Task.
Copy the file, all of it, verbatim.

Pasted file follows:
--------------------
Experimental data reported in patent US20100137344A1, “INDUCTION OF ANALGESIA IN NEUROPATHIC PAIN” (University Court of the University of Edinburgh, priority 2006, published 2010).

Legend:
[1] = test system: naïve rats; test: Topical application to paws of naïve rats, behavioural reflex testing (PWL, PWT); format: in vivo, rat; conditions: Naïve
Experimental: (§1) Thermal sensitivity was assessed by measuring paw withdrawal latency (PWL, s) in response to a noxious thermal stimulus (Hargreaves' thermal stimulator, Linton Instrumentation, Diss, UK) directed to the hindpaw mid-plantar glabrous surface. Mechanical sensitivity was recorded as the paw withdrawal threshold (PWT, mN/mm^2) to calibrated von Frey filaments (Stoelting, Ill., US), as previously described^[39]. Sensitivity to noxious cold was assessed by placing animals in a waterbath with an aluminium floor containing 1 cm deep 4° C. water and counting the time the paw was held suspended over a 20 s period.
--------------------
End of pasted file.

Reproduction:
Experimental data reported in patent US20100137344A1, “INDUCTION OF ANALGESIA IN NEUROPATHIC PAIN” (University Court of the University of Edinburgh, priority 2006, published 2010).

Legend:
[1] = test system: naïve rats; test: Topical application to paws of naïve rats, behavioural reflex testing (PWL, PWT); format: in vivo, rat; conditions: Naïve
Experimental: (§1) Thermal sensitivity was assessed by measuring paw withdrawal latency (PWL, s) in response to a noxious thermal stimulus (Hargreaves' thermal stimulator, Linton Instrumentation, Diss, UK) directed to the hindpaw mid-plantar glabrous surface. Mechanical sensitivity was recorded as the paw withdrawal threshold (PWT, mN/mm^2) to calibrated von Frey filaments (Stoelting, Ill., US), as previously described^[39]. Sensitivity to noxious cold was assessed by placing animals in a waterbath with an aluminium floor containing 1 cm deep 4° C. water and counting the time the paw was held suspended over a 20 s period.